The U.S. Geological Survey and the Oklahoma Geological Survey organizations have issued a warning that the dramatic surge in earthquakes here is “significantly increasing the chance for a damaging magnitude 5.5 or greater quake in central Oklahoma.”
In a joint statement, the USGS and OGS pointed out an analysis “suggests that a likely contributing factor to the increase in earthquakes is triggering by wastewater injected into deep geologic formations.”
For months, some researchers have concluded that the rise in earthquake activity here has been caused by oil and gas activity, specifically the hydraulic fracturing or fracking process. In that process, wastewater from the initial drilling is later injected by high pressure into underground rock formations. Oklahoma is currently experiencing a mini-boom in oil and gas production.
The USGS and OGS statement noted that there has been a rise of about 50 percent in the number of earthquakes since October 2013 alone, which increases the risk of a major, damaging earthquake. So far this year, there have been at least 145 earthquakes of 3.0-magnitude or higher, according to the statement. Last year, there were 109 such earthquakes. A 5.6-magnitude earthquake, the largest ever recorded in the state, struck near Prague in 2011, damaging buildings.
According to the statement:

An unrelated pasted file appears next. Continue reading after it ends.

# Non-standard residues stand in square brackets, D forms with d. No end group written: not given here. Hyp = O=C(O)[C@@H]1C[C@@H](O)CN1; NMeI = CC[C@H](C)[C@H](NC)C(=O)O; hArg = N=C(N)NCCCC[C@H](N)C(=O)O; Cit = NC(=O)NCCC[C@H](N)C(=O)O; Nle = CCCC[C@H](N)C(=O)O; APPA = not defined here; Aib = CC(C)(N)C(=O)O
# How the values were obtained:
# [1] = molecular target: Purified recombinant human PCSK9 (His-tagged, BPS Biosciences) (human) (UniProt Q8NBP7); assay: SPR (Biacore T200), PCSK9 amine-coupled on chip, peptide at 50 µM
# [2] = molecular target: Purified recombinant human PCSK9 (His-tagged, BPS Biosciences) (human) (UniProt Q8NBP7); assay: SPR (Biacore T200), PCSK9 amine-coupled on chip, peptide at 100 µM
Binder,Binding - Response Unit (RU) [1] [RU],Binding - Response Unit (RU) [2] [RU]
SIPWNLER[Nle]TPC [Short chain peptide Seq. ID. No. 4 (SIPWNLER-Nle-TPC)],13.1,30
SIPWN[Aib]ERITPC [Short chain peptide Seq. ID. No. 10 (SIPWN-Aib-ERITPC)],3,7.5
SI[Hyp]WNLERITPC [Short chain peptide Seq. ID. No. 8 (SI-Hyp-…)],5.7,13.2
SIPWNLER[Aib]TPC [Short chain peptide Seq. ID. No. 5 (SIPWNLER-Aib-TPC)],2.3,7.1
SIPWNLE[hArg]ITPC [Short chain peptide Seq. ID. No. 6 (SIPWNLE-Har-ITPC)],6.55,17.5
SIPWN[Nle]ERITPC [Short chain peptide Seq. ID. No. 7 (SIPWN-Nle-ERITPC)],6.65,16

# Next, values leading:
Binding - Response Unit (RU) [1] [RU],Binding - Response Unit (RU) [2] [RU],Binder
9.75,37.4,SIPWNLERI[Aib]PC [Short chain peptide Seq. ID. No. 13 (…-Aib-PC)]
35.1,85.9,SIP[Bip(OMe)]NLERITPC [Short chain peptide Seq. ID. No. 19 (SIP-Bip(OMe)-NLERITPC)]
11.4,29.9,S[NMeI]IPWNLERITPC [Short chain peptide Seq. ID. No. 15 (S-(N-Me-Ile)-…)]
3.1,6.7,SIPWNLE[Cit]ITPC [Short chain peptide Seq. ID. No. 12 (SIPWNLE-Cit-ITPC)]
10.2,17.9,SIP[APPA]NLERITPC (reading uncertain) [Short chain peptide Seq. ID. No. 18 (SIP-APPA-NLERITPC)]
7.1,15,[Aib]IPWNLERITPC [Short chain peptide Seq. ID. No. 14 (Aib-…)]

. . . we hope that this new advisory of increased hazard will become a crucial consideration in earthquake preparedness for residents, schools and businesses in the area. Building owners and government officials should have a special concern for older, unreinforced brick structures, which are vulnerable to serious damage during sufficient shaking.
Some oil and gas industry officials continue to deny there’s a proven link between the rise in earthquakes and injection wells in central Oklahoma. According to the Oklahoma Independent Petroleum Association:
. . . no Oklahoma-based researchers, the men and women with the greatest understanding of Oklahoma’s geological structures, have definitively linked seismic activity in central Oklahoma to oil and natural gas activity. The OIPA and the oil and gas industry as a whole support the continued study of Oklahoma’s increased seismic activity, but a rush to judgment provides no clear understanding of the causes.
I’m really unsure about the use of the words “rush to judgment.” The federal government has linked earthquakes to injection wells for decades. I’ve written about that issue here. Recent studies have shown the Prague earthquake was probably linked to injection well activity along with the overall spike in earthquakes here in central Oklahoma known as the “Jones swarm.” If anything, there hasn’t been enough “rush” to both study the issue and introduce new regulations, including moratoriums.
Meanwhile, a small group of oil and gas company executives are floating a new proposal to extend gross production tax breaks in Oklahoma. Gov. Mary Fallin’s office issued a statement saying the governor “is inclined to support the concept . . .”
So, in other words, Oklahoma is giving tax breaks and will probably extend tax breaks to an industry that some researchers argue is ultimately responsible for the dramatic surge in earthquakes here and could very well be responsible for the “big one” down the road. It doesn’t get more obvious than that about who holds the real political power in Oklahoma and why there’s no urgency among state leaders over the earthquake issue.